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Today's Stichomancy for Nicolas Cage

The first excerpt represents the past or something you must release, and is drawn from Little Rivers by Henry van Dyke:

until it comes in line with the bow of the canoe. Second cast,--to the left, straight across the stream, with the same motion: the semicircle is completed, and the fly hangs quivering for a few seconds at the lowest point of the arc. Three or four feet of line are drawn from the reel. Third cast to the right; fourth cast to the left. Then a little more line. And so, with widening half- circles, the water is covered, gradually and very carefully, until at length the angler has as much line out as his two-handed rod can lift and swing. Then the first "drop" is finished; the man in the stern quietly pulls up the anchor and lets the boat drift down a few yards; the same process is repeated on the second drop; and so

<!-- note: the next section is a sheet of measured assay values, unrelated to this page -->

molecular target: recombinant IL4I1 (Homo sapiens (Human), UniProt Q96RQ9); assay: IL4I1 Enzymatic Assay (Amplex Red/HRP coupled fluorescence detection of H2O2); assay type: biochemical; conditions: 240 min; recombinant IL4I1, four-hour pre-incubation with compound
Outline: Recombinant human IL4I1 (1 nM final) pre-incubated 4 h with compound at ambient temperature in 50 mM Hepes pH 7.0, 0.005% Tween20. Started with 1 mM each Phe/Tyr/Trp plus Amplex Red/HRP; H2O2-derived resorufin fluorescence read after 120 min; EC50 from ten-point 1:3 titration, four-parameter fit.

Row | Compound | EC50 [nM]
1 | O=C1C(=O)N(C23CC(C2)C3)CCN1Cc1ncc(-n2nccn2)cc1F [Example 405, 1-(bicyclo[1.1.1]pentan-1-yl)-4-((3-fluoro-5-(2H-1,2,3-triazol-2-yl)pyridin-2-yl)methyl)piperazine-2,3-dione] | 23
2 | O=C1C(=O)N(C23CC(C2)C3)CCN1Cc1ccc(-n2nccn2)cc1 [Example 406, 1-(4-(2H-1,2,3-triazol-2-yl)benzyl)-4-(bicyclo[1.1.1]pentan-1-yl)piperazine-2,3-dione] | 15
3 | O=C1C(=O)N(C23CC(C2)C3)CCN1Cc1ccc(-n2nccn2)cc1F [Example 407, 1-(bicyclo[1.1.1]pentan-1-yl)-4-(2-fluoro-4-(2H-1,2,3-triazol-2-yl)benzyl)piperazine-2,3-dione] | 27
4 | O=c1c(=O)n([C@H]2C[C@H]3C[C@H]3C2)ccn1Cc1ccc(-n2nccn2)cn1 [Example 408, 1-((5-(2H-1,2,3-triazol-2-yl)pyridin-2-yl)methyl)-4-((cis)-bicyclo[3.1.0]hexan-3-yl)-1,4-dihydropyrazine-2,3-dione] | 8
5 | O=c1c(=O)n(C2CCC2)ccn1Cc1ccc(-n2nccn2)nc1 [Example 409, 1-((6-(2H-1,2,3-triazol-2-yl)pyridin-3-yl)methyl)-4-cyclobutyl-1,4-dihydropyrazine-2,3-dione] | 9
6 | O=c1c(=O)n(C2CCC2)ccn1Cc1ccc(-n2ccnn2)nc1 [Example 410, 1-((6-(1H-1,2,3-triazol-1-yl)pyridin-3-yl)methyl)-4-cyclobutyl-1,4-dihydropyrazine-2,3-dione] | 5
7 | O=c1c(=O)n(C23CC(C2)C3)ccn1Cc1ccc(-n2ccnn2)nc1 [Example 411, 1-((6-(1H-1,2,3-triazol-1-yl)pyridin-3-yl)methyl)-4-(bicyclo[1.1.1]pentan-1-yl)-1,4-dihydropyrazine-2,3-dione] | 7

The second excerpt represents the present or the deciding factor of the moment, and is drawn from Poems by Oscar Wilde:

In the great epic of Polymnia's scroll I love to read

How Asia sent her myriad hosts to war Against a little town, and panoplied In gilded mail with jewelled scimitar, White-shielded, purple-crested, rode the Mede Between the waving poplars and the sea Which men call Artemisium, till he saw Thermopylae

Its steep ravine spanned by a narrow wall, And on the nearer side a little brood Of careless lions holding festival! And stood amazed at such hardihood,

The third excerpt represents the future or something you must embrace, and is drawn from The Glimpses of the Moon by Edith Wharton:

"Help you to tell me that poor Ursula was a pretext, but that there IS someone who--for one reason or another--really has a right to object to your seeing me too often?"

Susy laughed impatiently. "You talk like the hero of a novel-- the kind my governess used to read. In the first place I should never recognize that kind of right, as you call it--never!"

"Then what kind do you?" he asked with a clearing brow.

"Why--the kind I suppose you recognize on the part of your publisher." This evoked a hollow laugh from him. "A business claim, call it," she pursued. "Ursula does a lot for me: I live on her for half the year. This dress I've got on now is